I was invited to give a lecture as part of the CCA Foundation‘s Culture 3.0 series, which is aimed at cultural commentators, arts managers and journalists. This module focused on the Creative Economy, and was curated by social innovator Iryna Solovey, co-founder of the platform for social innovation, the Big Idea.
Around 50 people turned up to hear my presentation on how culture can help build community – drawing on my own experience with Walk the Plank and work which engages people as participants as well as spectators. I looked at Manchester as a city that has chosen to invest in culture as a way out of industrial decline; and at the Manchester Day Parade, which has offered a platform to engage diverse communities in a visible celebration of their city.(If anyone would like a copy of the notes from the lecture, please message me)
Of course, the challenge is to work out what elements of my experience, and that of a city like Manchester, can be usefully shared here – so that Ukraine can fast track its cultural capacity building and learn from our mistakes. How much of what we/I do is transferable? And what expertise gained within the western European cultural landscape is it useful to translate to an eastern European context?
I had a chance to think more about how one can support people to be active in building sustainable creative communities in the workshop which I led the next day. The 15 academics, writers, artists and practitioners who took part (shown at lunch in the picture below) were especially keen to hear about practical steps, and tips on best practice in terms of working with disengaged communities. And they have challenged me to think more deeply about how the British Council might work in partnership with them. Skill sharing and support for emerging creative thinking in the local context is crucial, as well as moments of inspiration from the new and the best UK artists and companies.
The appetite for learning and professional development here is remarkable – I don’t see that same hunger in the UK, where I think many institutions (and people) have become complacent – and I will take home with me a renewed desire to keep myself in a state of willingness to learn.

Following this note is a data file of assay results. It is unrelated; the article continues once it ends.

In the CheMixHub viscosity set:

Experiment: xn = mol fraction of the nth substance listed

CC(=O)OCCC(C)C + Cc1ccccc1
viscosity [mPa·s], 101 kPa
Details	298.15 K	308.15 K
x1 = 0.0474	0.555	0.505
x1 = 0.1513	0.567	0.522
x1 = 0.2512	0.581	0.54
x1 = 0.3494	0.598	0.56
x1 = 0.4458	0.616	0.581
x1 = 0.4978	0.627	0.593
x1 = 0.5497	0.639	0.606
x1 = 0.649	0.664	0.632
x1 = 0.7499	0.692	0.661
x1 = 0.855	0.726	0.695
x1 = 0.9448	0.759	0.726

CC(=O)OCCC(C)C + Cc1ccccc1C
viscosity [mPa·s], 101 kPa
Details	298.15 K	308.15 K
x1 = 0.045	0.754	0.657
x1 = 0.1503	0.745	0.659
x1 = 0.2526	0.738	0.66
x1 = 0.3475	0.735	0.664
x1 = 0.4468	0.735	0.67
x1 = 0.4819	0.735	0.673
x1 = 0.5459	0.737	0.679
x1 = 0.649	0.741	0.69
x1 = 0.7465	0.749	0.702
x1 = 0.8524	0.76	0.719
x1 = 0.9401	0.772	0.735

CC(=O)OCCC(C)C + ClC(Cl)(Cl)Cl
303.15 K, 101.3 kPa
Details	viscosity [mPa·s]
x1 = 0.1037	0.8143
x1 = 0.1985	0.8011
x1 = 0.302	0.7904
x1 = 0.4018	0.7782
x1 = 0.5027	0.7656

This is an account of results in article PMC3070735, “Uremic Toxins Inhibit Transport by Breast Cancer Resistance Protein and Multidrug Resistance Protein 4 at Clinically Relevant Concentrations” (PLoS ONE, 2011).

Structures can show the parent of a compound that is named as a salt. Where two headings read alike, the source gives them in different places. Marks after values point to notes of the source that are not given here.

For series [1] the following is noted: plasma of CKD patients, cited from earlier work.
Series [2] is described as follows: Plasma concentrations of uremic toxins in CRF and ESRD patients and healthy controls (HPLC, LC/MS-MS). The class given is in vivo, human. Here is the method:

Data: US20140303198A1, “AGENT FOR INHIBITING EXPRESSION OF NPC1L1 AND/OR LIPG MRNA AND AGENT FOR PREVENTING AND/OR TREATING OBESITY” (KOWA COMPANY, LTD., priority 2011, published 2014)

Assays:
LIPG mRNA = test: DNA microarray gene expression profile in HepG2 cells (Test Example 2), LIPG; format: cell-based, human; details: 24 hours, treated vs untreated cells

It’s worth mentioning there’s not a lot of personal learning going on linguistically, despite my initial good intentions to master the basics of Ukrainian! However, I have found out that there’s only one word (in Ukrainian and Russian) to cover the things at the end of your hands and feets – so instead of fingers and toes, there’s just пальці (paltsi). And at minus 23 they get very cold very quickly when taken out of a glove, whatever they’re called.
I was invited to see Woyzeck at the Kyiv Drama and Comedy Theatre last week, and went along with Roman Markolia, director of the Sevastopol War & Peace Festival who is in Kyiv to direct a show at another theatre; and Olya Matviiv, a colleague from British Council with an interest in theatre.
Designed by Petro Bogomazov, who had taken part in the British Council-supported theatre workshop at DramaUA, the show was a fantastic example of great ensemble work from skilled actors, and conjured a darkly grotesque world using live music, highly stylised performance & choreography. Although I didn’t understand much of the text, my attention was held throughout.
And an unexpected encounter in a local restaurant last night led me to having dinner with a Good Witch and a Wicked Witch…two stars of the Kyiv Players’ recent show: The Wizard of Oz which I saw before Christmas.
I didn’t have a chance to write up that visit, so bumping into George and Achi gives me a chance to post a photo of them in action, not as English teachers at the British Council, but in costume, on stage, for this very entertaining show, an annual event in the Kyiv theatrical calendar, and directed by one of the British Council’s teaching staff here in Ukraine.